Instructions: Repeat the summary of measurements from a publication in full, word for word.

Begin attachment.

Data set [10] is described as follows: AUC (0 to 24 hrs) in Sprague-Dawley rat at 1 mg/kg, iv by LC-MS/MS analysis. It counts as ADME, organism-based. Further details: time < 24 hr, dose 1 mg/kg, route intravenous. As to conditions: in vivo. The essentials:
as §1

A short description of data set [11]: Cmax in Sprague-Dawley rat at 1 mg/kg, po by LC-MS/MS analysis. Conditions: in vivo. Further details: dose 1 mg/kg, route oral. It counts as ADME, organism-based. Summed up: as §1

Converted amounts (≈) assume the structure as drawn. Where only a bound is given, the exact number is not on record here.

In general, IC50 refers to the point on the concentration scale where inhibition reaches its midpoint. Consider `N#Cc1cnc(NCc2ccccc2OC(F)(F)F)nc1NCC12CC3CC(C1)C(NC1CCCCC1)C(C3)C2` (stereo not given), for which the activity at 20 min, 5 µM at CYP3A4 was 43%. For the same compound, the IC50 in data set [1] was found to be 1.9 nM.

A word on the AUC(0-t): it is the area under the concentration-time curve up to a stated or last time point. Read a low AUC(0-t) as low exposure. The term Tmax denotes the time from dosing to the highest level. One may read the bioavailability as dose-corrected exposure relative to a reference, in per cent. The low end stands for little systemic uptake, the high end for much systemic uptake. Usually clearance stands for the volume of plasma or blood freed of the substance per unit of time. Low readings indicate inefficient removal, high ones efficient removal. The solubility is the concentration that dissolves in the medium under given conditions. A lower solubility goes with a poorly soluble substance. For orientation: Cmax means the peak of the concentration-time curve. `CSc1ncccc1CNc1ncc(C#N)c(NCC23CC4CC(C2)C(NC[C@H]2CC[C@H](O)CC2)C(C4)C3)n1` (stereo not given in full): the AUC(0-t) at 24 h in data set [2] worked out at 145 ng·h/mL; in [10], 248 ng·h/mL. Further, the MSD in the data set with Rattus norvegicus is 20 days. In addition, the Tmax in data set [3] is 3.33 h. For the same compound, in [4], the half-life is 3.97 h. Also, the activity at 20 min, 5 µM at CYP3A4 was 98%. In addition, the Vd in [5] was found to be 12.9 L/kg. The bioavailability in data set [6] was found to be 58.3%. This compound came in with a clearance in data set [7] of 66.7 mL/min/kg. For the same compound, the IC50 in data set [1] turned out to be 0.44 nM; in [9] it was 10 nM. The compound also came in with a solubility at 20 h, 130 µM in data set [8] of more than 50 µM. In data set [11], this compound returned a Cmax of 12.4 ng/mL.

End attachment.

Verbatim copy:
Data set [10] is described as follows: AUC (0 to 24 hrs) in Sprague-Dawley rat at 1 mg/kg, iv by LC-MS/MS analysis. It counts as ADME, organism-based. Further details: time < 24 hr, dose 1 mg/kg, route intravenous. As to conditions: in vivo. The essentials:
as §1

A short description of data set [11]: Cmax in Sprague-Dawley rat at 1 mg/kg, po by LC-MS/MS analysis. Conditions: in vivo. Further details: dose 1 mg/kg, route oral. It counts as ADME, organism-based. Summed up: as §1

Converted amounts (≈) assume the structure as drawn. Where only a bound is given, the exact number is not on record here.

In general, IC50 refers to the point on the concentration scale where inhibition reaches its midpoint. Consider `N#Cc1cnc(NCc2ccccc2OC(F)(F)F)nc1NCC12CC3CC(C1)C(NC1CCCCC1)C(C3)C2` (stereo not given), for which the activity at 20 min, 5 µM at CYP3A4 was 43%. For the same compound, the IC50 in data set [1] was found to be 1.9 nM.

A word on the AUC(0-t): it is the area under the concentration-time curve up to a stated or last time point. Read a low AUC(0-t) as low exposure. The term Tmax denotes the time from dosing to the highest level. One may read the bioavailability as dose-corrected exposure relative to a reference, in per cent. The low end stands for little systemic uptake, the high end for much systemic uptake. Usually clearance stands for the volume of plasma or blood freed of the substance per unit of time. Low readings indicate inefficient removal, high ones efficient removal. The solubility is the concentration that dissolves in the medium under given conditions. A lower solubility goes with a poorly soluble substance. For orientation: Cmax means the peak of the concentration-time curve. `CSc1ncccc1CNc1ncc(C#N)c(NCC23CC4CC(C2)C(NC[C@H]2CC[C@H](O)CC2)C(C4)C3)n1` (stereo not given in full): the AUC(0-t) at 24 h in data set [2] worked out at 145 ng·h/mL; in [10], 248 ng·h/mL. Further, the MSD in the data set with Rattus norvegicus is 20 days. In addition, the Tmax in data set [3] is 3.33 h. For the same compound, in [4], the half-life is 3.97 h. Also, the activity at 20 min, 5 µM at CYP3A4 was 98%. In addition, the Vd in [5] was found to be 12.9 L/kg. The bioavailability in data set [6] was found to be 58.3%. This compound came in with a clearance in data set [7] of 66.7 mL/min/kg. For the same compound, the IC50 in data set [1] turned out to be 0.44 nM; in [9] it was 10 nM. The compound also came in with a solubility at 20 h, 130 µM in data set [8] of more than 50 µM. In data set [11], this compound returned a Cmax of 12.4 ng/mL.